Our kids were able to attend a small school in Fiji for a week. At the suggestion of Airbnb host, we walked into the local school and the kids were welcomed wholeheartedly.  It was daunting for some of our kids because they had not been in a traditional school for about 6 months at that point, while another one of our kids knew everyone in the school by the end of the week. It was a true growth experience for them and it tested their boundaries of comfort, which I think is important. They still talk about going to school in Fiji to this day. I believe it’ll be one of the most impressionable moments of this gap year for them.


Can you give us 3 tips for making it work?

  1. Don’t overthink it.

  2. Kids will cry whether you’re travelling full time or at home so take it in stride.

  3. Take a break if you need it (and you will need it).

Do you have any financial tips for travelling?

Travel credit cards with perks are great. We have a credit card that gives us access to airport lounges in most international airports. This is the best perk because travel days can be exhausting but the lounges usually include free food, wifi, and a quiet space (as quiet as it can be with four kids). The credit card also gives us miles on purchases which we use to fund some of our airline tickets.

If you’re staying in an Airbnb and staying for more than a week, it never hurts to ask for a discount. We will often ask and the worst thing that can happen is the owner will say no. Even if they say no we’ll still book if it’s a place we like. At the end of the day it’s a transactional relationship and they won’t hold it against you for asking.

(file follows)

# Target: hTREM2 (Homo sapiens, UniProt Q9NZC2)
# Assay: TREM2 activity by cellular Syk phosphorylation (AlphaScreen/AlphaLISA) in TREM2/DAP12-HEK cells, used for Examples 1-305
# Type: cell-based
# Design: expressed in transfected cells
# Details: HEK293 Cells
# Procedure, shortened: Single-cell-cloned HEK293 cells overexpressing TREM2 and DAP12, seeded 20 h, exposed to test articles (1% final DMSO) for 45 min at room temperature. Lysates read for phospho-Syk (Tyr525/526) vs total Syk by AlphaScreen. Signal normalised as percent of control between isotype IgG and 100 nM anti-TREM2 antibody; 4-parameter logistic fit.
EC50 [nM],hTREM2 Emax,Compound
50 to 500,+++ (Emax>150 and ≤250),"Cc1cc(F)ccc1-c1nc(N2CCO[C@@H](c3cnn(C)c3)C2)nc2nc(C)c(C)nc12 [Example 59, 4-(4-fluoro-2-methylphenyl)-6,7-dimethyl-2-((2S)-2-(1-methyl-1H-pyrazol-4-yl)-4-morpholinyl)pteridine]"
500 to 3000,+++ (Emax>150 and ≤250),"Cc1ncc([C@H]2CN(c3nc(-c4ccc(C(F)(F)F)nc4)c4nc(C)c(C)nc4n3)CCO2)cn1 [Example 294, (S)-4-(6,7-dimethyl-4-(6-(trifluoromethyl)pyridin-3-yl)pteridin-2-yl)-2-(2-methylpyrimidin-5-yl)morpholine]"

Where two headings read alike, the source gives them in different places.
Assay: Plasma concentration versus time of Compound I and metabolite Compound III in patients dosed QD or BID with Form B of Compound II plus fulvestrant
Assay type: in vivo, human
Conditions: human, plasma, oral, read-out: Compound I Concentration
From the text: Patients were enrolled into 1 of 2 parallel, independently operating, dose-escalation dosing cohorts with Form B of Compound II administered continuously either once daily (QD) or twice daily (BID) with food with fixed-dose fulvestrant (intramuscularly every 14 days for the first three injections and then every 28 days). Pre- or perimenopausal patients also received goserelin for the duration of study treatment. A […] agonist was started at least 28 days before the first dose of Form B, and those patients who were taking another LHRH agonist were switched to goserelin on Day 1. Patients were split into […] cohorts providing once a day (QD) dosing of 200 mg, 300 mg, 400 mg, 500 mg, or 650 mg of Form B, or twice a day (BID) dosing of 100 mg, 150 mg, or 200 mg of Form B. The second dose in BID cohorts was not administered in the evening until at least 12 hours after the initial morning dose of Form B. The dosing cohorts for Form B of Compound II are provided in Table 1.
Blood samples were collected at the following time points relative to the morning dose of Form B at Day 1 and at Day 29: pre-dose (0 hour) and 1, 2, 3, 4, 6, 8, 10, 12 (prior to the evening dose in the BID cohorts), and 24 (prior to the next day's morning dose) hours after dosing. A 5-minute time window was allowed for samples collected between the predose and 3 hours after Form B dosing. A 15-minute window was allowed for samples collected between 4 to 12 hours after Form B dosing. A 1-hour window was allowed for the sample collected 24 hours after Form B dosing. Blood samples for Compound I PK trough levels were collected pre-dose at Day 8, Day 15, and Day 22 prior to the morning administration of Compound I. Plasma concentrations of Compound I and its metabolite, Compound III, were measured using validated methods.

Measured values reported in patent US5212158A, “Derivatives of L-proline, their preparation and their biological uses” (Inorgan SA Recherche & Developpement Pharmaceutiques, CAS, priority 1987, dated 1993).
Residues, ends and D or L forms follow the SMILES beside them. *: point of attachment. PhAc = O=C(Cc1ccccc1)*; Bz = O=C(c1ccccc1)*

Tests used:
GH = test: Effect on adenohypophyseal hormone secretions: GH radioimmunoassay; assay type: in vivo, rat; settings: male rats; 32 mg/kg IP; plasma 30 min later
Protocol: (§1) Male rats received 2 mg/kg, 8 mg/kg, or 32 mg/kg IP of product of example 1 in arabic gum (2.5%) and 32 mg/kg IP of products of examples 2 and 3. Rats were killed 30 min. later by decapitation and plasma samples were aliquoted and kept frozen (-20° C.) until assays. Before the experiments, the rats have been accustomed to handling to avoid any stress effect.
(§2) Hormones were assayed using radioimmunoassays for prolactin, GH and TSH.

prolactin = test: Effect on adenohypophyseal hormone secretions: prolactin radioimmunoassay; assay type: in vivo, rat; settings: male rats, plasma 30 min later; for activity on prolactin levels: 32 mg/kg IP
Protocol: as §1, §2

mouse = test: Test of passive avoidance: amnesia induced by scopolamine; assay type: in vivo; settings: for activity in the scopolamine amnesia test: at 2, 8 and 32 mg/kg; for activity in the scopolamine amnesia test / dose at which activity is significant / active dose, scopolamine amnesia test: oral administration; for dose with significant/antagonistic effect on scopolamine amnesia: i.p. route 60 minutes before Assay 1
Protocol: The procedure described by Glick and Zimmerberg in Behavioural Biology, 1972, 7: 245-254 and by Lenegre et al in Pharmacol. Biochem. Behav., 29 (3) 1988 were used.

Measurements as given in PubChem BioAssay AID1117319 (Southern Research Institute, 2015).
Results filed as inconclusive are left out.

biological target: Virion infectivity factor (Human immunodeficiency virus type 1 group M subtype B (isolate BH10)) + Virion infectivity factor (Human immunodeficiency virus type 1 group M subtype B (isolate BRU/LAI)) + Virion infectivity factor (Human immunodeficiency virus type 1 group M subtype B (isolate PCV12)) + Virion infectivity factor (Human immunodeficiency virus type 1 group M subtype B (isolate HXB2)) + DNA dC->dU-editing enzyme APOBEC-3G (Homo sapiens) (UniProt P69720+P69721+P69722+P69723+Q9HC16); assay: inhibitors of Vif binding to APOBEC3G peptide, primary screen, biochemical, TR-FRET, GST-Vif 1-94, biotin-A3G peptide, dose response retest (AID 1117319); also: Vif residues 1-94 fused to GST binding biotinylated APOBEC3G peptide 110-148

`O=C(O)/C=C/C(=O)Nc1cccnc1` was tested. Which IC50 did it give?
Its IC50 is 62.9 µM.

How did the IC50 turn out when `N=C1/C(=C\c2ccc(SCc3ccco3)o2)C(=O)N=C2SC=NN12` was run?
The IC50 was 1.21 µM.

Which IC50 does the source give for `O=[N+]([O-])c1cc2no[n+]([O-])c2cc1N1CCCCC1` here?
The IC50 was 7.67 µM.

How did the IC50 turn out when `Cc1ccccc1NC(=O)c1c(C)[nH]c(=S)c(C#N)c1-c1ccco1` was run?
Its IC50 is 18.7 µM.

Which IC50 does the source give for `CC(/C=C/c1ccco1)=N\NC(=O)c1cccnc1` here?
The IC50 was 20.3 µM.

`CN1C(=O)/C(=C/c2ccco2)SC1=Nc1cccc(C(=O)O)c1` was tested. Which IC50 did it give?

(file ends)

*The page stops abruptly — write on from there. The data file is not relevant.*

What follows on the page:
It’s also good to check to see if the place you’re interested in staying has an independent website if using an aggregator website. Sometimes (not always) it’s cheaper to book directly because, Agoda, etc. all have a service fee.

We haven’t done this but a lot of people do house sitting or home swaps to eliminate the cost of housing. Our guide in Vietnam told us we should look into house sitting because his friends stayed in gorgeous houses all over the world and all they had to do was feed the cat. There are websites that will match you up.


What do you miss, if anything?

We don’t miss our things, but we certainly miss our family and friends. It can be lonely on the road, but we make it a point to Facetime, email, and message as much as we can. Our kids also write postcards to their friends. We try and have regular communication days as part of our homeschool curriculum. We’ve been lucky enough to meet family and friends along our travels, not to mention new friends. The connections in life are the most important!  


What advice would you give to other Mamas planning on travelling with their tribe?

  1. Don’t be afraid. It’s scary to leave everything you know behind, but if it’s something you want to do, it’s truly a life changing experience. We are closer as a family and I am pretty confident our kids will best friends for life.

  2. There will be times it’s difficult, but it gets better! In the beginning, we had trouble adjusting to homeschooling, spending every waking moment together, planning future travel, and just trying to figure out our groove. It was hard and we even questioned whether we made the right decision, but like anything else, it takes time to figure out what works.

  3. It’s important to learn from others. I have found online communities where there are other families doing the same thing.  It’s really helpful to read other people’s experiences, bounce ideas off of, or just share. Check out Worldschoolers on Facebook.

Where can we find you?!

We’re on Instagram and also on Facebook